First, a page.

As it happened on previous Sundays, the readings are well suited for the Jewish festivals of autumn and perhaps it is not by chance.
Before the liturgical reform of Vatican II, the Church celebrated “the four times”, the liturgies rooted in the celebration of the seasons that invite the Christian people to fast and pray for God’s blessing on the fruits of the earth. The biblical basis common to Jewish feasts could be found in Zech 8:19, which refers to the fasts of the fourth, fifth, seventh, ninth and tenth months, followed by festive moments. The seventh month of the Jewish year is that of the autumn festivals.
This Sunday’s theme seems to be that of conversion (from the heart), the teshuvah: to return to the Lord after departing from him, for “if the wicked turn from their wickedness to do justice and righteousness, they will save their lives” ( first reading).
A midrash comments: “The Lord said to the people of Israel: ‘My children, open yourselves to me through teshuvah, an opening as small as the eye of a needle; and I will make for you an opening so great that all the carriages and wagons can enter “(Midrash Rabba 5: 2). God asks for nothing more, a small gesture to begin with, and His mercy will abound over our hearts.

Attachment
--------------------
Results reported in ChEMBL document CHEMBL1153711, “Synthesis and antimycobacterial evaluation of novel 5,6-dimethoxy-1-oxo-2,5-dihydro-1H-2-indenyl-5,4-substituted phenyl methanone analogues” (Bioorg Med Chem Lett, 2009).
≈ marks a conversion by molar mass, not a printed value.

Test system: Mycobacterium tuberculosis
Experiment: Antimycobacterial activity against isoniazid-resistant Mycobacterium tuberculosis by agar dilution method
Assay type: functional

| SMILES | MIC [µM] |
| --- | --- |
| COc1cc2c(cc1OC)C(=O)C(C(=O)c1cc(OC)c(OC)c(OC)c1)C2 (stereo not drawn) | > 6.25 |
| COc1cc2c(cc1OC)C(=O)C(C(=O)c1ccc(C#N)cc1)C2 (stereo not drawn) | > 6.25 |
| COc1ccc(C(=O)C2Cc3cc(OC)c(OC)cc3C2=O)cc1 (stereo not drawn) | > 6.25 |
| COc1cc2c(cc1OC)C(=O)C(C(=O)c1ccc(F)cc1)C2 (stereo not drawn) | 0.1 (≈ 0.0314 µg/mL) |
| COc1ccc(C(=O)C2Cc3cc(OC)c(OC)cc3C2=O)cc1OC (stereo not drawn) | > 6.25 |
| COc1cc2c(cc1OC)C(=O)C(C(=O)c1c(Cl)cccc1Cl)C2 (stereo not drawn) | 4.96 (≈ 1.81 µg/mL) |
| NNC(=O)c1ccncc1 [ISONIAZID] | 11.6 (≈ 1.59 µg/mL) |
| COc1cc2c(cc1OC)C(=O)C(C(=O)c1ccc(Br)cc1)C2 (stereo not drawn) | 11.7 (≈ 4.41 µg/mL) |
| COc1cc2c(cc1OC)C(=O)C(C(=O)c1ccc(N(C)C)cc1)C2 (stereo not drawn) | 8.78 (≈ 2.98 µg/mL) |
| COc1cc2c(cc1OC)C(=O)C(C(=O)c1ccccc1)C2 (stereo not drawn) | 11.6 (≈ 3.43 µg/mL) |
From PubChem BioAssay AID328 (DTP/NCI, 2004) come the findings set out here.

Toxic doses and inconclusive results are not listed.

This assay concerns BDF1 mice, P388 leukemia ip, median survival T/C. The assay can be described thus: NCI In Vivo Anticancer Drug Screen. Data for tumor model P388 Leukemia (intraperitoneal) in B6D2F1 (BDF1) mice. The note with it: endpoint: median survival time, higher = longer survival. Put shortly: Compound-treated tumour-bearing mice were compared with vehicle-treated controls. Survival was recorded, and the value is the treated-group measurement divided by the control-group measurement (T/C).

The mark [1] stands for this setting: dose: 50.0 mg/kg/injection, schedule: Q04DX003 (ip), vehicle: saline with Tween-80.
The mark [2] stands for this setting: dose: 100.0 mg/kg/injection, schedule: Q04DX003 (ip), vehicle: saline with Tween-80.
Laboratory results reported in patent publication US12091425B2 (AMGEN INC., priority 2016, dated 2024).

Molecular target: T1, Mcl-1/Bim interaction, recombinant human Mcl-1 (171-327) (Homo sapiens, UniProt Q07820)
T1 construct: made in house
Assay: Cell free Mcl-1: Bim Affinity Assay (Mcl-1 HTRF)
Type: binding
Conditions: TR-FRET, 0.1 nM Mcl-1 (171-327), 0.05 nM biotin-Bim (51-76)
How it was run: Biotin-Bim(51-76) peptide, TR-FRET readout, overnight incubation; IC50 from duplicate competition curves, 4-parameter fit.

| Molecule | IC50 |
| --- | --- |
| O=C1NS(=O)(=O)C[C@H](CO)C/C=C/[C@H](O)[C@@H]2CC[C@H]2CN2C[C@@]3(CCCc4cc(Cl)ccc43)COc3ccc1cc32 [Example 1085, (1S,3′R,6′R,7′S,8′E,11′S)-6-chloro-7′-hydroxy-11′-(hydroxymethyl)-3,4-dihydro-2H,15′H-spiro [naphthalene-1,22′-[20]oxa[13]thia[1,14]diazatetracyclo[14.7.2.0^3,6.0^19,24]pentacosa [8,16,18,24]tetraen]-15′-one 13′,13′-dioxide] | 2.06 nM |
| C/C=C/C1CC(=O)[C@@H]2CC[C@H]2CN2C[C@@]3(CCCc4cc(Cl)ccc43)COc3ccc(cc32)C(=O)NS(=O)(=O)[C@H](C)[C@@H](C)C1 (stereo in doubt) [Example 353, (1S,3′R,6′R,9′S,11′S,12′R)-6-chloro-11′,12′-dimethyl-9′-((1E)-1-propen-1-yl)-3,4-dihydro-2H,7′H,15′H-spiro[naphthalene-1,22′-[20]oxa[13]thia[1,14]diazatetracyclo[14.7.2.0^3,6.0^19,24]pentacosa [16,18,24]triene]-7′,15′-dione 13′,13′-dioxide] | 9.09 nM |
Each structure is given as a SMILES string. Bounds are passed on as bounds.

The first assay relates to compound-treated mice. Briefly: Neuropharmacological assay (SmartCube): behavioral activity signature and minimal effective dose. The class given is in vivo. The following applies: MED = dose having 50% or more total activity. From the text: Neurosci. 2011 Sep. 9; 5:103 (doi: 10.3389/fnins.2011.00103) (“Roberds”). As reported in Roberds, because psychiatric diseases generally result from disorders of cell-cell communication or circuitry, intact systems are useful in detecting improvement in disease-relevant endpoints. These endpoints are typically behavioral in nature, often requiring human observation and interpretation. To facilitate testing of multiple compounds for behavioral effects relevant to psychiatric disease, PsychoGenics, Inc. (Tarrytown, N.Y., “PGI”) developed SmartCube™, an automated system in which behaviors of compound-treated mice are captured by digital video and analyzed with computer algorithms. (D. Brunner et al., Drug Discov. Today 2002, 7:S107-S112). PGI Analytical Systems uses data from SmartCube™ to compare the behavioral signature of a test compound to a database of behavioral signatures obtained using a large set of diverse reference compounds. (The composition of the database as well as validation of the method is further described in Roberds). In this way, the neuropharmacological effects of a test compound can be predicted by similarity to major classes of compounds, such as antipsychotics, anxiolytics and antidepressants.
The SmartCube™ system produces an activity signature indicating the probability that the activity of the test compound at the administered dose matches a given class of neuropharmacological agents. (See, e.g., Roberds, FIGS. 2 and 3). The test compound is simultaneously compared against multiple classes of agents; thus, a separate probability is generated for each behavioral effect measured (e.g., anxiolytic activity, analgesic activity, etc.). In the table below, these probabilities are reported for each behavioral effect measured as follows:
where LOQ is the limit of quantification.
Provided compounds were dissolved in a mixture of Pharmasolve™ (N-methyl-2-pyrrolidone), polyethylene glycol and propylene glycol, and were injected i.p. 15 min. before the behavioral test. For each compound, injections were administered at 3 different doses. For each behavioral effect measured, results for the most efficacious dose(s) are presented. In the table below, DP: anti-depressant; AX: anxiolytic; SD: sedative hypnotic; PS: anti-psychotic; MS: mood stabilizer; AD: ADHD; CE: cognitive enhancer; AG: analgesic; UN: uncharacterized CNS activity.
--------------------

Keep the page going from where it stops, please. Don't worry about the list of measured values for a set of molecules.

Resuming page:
Psalm 25 is also commented on in the context of the ten days that separate Rosh Hashanah from Yom Kippur: “As the Lord is just and faithful, he teaches sinners the way of teshuvah” (Psalm 25: 8). It is we who must follow this way.
And the Gospel (Mt 21: 28-32) shows the effective repentance of those who know their faults, without words, but in action, returning to their decision to go to work in the vineyard of the Lord.
Jesus did not need to do teshuvah, but he did this extraordinary trajectory from the Father to the Father, through the most complete humiliation through death, bringing us with him to the Father to allow us to return to the source from which we drifted away because of the sin (second reading , Phil. 2: 6-11).
by Sr. Anne-Catherine Avril, NDS.